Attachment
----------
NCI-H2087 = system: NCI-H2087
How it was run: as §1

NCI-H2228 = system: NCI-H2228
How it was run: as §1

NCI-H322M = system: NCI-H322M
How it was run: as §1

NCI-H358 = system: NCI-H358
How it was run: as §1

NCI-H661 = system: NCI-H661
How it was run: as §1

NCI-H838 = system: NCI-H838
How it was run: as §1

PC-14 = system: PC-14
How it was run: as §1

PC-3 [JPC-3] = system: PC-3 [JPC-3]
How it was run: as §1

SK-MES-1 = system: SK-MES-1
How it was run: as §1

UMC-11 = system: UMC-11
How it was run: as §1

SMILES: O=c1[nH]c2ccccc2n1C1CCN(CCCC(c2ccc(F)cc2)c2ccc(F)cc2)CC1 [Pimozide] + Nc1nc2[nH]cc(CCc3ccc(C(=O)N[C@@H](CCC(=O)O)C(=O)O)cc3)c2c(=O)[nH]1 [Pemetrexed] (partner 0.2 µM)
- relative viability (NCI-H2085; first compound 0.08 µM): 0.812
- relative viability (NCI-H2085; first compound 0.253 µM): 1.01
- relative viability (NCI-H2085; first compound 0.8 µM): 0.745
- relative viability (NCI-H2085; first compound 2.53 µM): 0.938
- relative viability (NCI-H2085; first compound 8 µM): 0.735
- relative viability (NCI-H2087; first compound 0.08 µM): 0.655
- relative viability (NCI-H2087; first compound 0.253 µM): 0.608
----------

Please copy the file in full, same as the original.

NCI-H2087 = system: NCI-H2087
How it was run: as §1

NCI-H2228 = system: NCI-H2228
How it was run: as §1

NCI-H322M = system: NCI-H322M
How it was run: as §1

NCI-H358 = system: NCI-H358
How it was run: as §1

NCI-H661 = system: NCI-H661
How it was run: as §1

NCI-H838 = system: NCI-H838
How it was run: as §1

PC-14 = system: PC-14
How it was run: as §1

PC-3 [JPC-3] = system: PC-3 [JPC-3]
How it was run: as §1

SK-MES-1 = system: SK-MES-1
How it was run: as §1

UMC-11 = system: UMC-11
How it was run: as §1

SMILES: O=c1[nH]c2ccccc2n1C1CCN(CCCC(c2ccc(F)cc2)c2ccc(F)cc2)CC1 [Pimozide] + Nc1nc2[nH]cc(CCc3ccc(C(=O)N[C@@H](CCC(=O)O)C(=O)O)cc3)c2c(=O)[nH]1 [Pemetrexed] (partner 0.2 µM)
- relative viability (NCI-H2085; first compound 0.08 µM): 0.812
- relative viability (NCI-H2085; first compound 0.253 µM): 1.01
- relative viability (NCI-H2085; first compound 0.8 µM): 0.745
- relative viability (NCI-H2085; first compound 2.53 µM): 0.938
- relative viability (NCI-H2085; first compound 8 µM): 0.735
- relative viability (NCI-H2087; first compound 0.08 µM): 0.655
- relative viability (NCI-H2087; first compound 0.253 µM): 0.608